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Gold and Black Illustrated, Vol 28 Digital 4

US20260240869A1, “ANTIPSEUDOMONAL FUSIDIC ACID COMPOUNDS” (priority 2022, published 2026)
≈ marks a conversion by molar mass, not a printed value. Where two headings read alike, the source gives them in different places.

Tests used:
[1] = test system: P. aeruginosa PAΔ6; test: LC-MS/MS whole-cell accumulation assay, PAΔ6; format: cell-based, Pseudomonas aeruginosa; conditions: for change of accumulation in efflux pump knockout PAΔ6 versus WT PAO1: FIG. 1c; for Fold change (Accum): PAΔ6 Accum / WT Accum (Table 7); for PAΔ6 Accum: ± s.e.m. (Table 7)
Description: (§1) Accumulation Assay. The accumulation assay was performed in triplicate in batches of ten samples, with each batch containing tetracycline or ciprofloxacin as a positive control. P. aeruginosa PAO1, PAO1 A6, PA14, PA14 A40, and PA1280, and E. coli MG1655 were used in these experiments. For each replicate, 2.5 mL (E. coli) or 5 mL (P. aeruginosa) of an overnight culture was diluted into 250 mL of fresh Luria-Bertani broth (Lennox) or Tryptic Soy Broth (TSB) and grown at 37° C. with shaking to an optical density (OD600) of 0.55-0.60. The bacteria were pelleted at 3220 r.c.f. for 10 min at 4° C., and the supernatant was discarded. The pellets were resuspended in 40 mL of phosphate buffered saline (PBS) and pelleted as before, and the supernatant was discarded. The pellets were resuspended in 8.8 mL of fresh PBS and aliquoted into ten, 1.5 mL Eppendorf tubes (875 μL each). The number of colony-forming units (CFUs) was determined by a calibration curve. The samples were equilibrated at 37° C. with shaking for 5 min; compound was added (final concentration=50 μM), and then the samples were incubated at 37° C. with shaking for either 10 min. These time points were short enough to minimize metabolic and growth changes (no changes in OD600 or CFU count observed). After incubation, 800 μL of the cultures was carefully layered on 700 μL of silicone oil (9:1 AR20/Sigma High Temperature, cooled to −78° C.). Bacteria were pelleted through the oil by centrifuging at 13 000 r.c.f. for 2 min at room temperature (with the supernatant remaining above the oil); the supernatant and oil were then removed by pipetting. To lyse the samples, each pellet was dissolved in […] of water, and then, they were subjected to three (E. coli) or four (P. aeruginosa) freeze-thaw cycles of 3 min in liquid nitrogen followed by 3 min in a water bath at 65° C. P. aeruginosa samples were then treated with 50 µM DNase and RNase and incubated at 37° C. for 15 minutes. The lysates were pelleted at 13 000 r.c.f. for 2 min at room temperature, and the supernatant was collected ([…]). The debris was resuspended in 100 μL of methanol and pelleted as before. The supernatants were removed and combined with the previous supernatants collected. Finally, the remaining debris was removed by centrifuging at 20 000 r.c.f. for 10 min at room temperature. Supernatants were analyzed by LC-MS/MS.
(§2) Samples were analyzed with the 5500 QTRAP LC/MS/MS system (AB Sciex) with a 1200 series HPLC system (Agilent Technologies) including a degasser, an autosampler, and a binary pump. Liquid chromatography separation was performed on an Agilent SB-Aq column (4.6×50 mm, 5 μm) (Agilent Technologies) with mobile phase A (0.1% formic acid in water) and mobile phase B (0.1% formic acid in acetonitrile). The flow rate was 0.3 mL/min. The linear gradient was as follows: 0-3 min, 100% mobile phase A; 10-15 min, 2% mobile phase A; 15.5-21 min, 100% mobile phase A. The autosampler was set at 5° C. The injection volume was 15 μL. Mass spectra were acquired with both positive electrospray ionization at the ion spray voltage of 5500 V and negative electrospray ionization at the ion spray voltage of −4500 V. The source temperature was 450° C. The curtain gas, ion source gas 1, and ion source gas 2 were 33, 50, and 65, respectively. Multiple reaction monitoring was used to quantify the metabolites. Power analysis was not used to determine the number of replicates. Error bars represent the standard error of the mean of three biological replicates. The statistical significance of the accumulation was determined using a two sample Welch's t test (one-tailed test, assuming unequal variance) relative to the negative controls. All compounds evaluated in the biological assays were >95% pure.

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GOLD AND BLACK ILLUSTRATED VOLUME 28, ISSUE 4 82 pened a month earlier. Then, he delivered a 91-mph fast- ball to teammate Evan Kennedy that came back at him at 101, with the line drive striking Andrews cleanly right above the right eyebrow and knocking him to the dirt. Coach Mark Wasikowski called it the scariest moment he's seen in all of his 30 years playing and coaching base- ball. Andrews' parents rushed from the wedding of a fam- ily friend, getting to his Lafayette hospital bedside and tending to their youngest son, who had 11 fresh stitches and a severe concussion. After a month, including more than two weeks in which he didn't go to class and did little else but sit in dark room, Andrews was back on the mound. He'd lost 15 pounds, down to about 190 on his 6-foot-3 frame, but it wasn't his physique he was worried about. He was men- tally freaked out. In the intra-squad scrimmage — Purdue wanted to get Andrews back on the field before the end of October, which marks the end of the NCAA fall practice calendar, as a way to not let the hurdle linger — the right-hander was set to go an inning, ready to face three batters and then his friend Kennedy. "It was definitely tough getting out there," Andrews re- called more than a year later, as he was getting set for his senior season, his second as Purdue's ace. "I was really nervous all the way through warmups. Then, the first hit- ter stepped in and I took a deep breath, said a little prayer and once I stepped on the mound, it was go time. It felt like I had nev- er missed a beat. I didn't pitch as well as I wanted to, but I definite- ly competed. "Then when Evan came up, we kind of looked at each oth- er, and smiled. I had to step off, take a deep breath and go at it. I actually struck him out that at- bat. It was nice to kind of get my revenge." That moment was the begin- ning of what turned out to be a great 2017 season for Andrews, a turnaround of sorts after he'd been removed as a weekend starter the year before. He fin- ished last year 8-4 with a 4.52 ERA while striking out 57 in 83 2/3 innings, and did so while battling a bothersome hip flexor during much of the Big Ten season. But if there was one singular influence on Purdue's comeback season, in which the Boilermakers saw the country's biggest jump in wins (from 10 in '16 to 29 in '17), it was Andrews. Coaches lauded his leadership, crit- ical to the transition from Doug Schreiber's staff to Wasi- kowski's, and his play, too. Purdue was 10-5 on Fridays, getting more than a third of its total wins with Andrews on the mound. "Obviously, the numbers, we won a lot of games on Friday," pitching coach Steve Holm said. "But he set the tone and led the staff in showing how to work and show up and give a good effort every time. "There was obviously a couple that didn't go our way, but he didn't let that linger for three or four outings. That's what they say an ace does, they stop a losing streak. So when he had a bad outing, the next outing there was a pretty good chance it'd be a good one." Andrews had bounced back from a rough 2016, in which he started the season as Purdue's Friday starter, but made six pedestrian starts before Schreiber dropped him to a Sunday start and then into the bullpen. Although he came on again as a back-end reliever late in the year, Andrews wasn't happy about the way his sophomore season had gone. In the offseason, he started experimenting with a curve ball. Andrews needed a third pitch to add to his fastball, which had picked up velocity into the low 90s, and his changeup. But the concussion side- tracked all of that, delaying his progress until workouts started again in January, six weeks be- fore the start of the '17 season. "That's when we really started trying to toy with that breaking ball," Holm said. "The days that he had the breaking ball, it was a differencemaker, lights out. The breaking ball showed up and they didn't hit him at all. Break- ing ball wasn't there, he wasn't VOLUME 28, ISSUE 4 82 State Farm Mutual Automobile Insurance Company State Farm Indemnity Company Bloomington, IL State Farm County Mutual Insurance Company of Texas Dallas, TX 1606043 Good day, bad day or any day – I'm here for you in all life's moments, backed by the #1* insurance company for auto, home and life. CALL ME TODAY. For every "oh no," there's an "oh yeah." *Based on written premium as reported by SNL Financial 2014. Trent B Johnson, Agent 249 E State Street West Lafayette, IN 47906 Bus: 765-743-9595

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